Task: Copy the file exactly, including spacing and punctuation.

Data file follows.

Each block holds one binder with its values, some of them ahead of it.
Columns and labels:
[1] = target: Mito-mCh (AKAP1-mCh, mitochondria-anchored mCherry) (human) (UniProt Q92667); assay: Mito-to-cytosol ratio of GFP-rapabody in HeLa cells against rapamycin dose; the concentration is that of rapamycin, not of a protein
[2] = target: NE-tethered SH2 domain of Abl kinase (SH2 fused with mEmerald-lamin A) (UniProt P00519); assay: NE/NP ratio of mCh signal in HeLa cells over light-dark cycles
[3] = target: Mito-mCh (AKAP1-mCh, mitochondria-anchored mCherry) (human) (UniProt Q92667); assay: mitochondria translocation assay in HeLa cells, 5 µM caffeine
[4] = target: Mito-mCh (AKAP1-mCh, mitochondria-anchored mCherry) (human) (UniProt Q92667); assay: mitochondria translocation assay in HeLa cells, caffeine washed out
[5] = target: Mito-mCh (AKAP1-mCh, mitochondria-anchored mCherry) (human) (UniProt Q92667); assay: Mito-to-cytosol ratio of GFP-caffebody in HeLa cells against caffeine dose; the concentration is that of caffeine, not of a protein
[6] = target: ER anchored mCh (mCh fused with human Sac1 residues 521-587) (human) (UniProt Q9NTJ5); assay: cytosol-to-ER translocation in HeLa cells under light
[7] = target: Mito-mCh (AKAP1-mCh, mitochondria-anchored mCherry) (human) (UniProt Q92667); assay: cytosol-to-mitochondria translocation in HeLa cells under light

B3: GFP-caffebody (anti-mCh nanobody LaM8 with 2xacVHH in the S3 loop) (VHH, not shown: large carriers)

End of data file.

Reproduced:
Each block holds one binder with its values, some of them ahead of it.
Columns and labels:
[1] = target: Mito-mCh (AKAP1-mCh, mitochondria-anchored mCherry) (human) (UniProt Q92667); assay: Mito-to-cytosol ratio of GFP-rapabody in HeLa cells against rapamycin dose; the concentration is that of rapamycin, not of a protein
[2] = target: NE-tethered SH2 domain of Abl kinase (SH2 fused with mEmerald-lamin A) (UniProt P00519); assay: NE/NP ratio of mCh signal in HeLa cells over light-dark cycles
[3] = target: Mito-mCh (AKAP1-mCh, mitochondria-anchored mCherry) (human) (UniProt Q92667); assay: mitochondria translocation assay in HeLa cells, 5 µM caffeine
[4] = target: Mito-mCh (AKAP1-mCh, mitochondria-anchored mCherry) (human) (UniProt Q92667); assay: mitochondria translocation assay in HeLa cells, caffeine washed out
[5] = target: Mito-mCh (AKAP1-mCh, mitochondria-anchored mCherry) (human) (UniProt Q92667); assay: Mito-to-cytosol ratio of GFP-caffebody in HeLa cells against caffeine dose; the concentration is that of caffeine, not of a protein
[6] = target: ER anchored mCh (mCh fused with human Sac1 residues 521-587) (human) (UniProt Q9NTJ5); assay: cytosol-to-ER translocation in HeLa cells under light
[7] = target: Mito-mCh (AKAP1-mCh, mitochondria-anchored mCherry) (human) (UniProt Q92667); assay: cytosol-to-mitochondria translocation in HeLa cells under light

B3: GFP-caffebody (anti-mCh nanobody LaM8 with 2xacVHH in the S3 loop) (VHH, not shown: large carriers)